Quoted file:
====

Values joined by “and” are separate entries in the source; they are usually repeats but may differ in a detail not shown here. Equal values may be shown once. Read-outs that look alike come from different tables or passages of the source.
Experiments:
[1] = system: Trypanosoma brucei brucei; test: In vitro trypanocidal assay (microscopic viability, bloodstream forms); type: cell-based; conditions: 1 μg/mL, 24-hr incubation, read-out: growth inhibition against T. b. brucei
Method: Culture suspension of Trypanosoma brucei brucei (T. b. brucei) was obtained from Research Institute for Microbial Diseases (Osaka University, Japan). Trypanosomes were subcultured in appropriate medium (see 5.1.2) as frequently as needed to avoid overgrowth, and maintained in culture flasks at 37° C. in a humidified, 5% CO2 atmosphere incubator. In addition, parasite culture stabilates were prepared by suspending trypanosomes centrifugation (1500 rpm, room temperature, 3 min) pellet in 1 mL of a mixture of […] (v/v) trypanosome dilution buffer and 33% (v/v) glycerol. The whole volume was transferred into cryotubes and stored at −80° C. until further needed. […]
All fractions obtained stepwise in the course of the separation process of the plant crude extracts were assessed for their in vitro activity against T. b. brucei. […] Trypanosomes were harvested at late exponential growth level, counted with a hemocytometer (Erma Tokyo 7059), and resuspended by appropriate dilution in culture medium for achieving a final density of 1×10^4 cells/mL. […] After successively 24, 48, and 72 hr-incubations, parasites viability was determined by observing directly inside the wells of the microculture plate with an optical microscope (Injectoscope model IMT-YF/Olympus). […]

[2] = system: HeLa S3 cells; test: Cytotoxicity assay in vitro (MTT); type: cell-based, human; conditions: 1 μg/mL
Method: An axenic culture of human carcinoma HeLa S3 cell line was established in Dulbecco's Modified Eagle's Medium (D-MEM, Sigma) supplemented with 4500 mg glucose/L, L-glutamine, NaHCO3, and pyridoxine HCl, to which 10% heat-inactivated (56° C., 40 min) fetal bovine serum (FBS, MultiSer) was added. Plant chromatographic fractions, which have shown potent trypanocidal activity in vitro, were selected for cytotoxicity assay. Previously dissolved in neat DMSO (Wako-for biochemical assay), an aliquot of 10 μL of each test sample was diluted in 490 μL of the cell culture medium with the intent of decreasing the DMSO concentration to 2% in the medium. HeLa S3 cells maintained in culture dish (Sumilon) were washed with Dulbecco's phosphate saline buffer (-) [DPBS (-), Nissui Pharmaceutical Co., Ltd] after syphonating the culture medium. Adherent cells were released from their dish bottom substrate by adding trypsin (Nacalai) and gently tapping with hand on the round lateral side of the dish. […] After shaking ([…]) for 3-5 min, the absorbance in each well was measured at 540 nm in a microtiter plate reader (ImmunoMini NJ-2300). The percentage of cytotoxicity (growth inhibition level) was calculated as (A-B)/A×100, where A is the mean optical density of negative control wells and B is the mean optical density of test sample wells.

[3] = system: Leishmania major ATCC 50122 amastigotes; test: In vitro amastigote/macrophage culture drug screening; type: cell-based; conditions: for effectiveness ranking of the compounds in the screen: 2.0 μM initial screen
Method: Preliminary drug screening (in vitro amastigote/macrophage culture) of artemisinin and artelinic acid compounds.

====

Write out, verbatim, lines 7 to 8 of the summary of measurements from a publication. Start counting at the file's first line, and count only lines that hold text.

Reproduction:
Method: An axenic culture of human carcinoma HeLa S3 cell line was established in Dulbecco's Modified Eagle's Medium (D-MEM, Sigma) supplemented with 4500 mg glucose/L, L-glutamine, NaHCO3, and pyridoxine HCl, to which 10% heat-inactivated (56° C., 40 min) fetal bovine serum (FBS, MultiSer) was added. Plant chromatographic fractions, which have shown potent trypanocidal activity in vitro, were selected for cytotoxicity assay. Previously dissolved in neat DMSO (Wako-for biochemical assay), an aliquot of 10 μL of each test sample was diluted in 490 μL of the cell culture medium with the intent of decreasing the DMSO concentration to 2% in the medium. HeLa S3 cells maintained in culture dish (Sumilon) were washed with Dulbecco's phosphate saline buffer (-) [DPBS (-), Nissui Pharmaceutical Co., Ltd] after syphonating the culture medium. Adherent cells were released from their dish bottom substrate by adding trypsin (Nacalai) and gently tapping with hand on the round lateral side of the dish. […] After shaking ([…]) for 3-5 min, the absorbance in each well was measured at 540 nm in a microtiter plate reader (ImmunoMini NJ-2300). The percentage of cytotoxicity (growth inhibition level) was calculated as (A-B)/A×100, where A is the mean optical density of negative control wells and B is the mean optical density of test sample wells.

[3] = system: Leishmania major ATCC 50122 amastigotes; test: In vitro amastigote/macrophage culture drug screening; type: cell-based; conditions: for effectiveness ranking of the compounds in the screen: 2.0 μM initial screen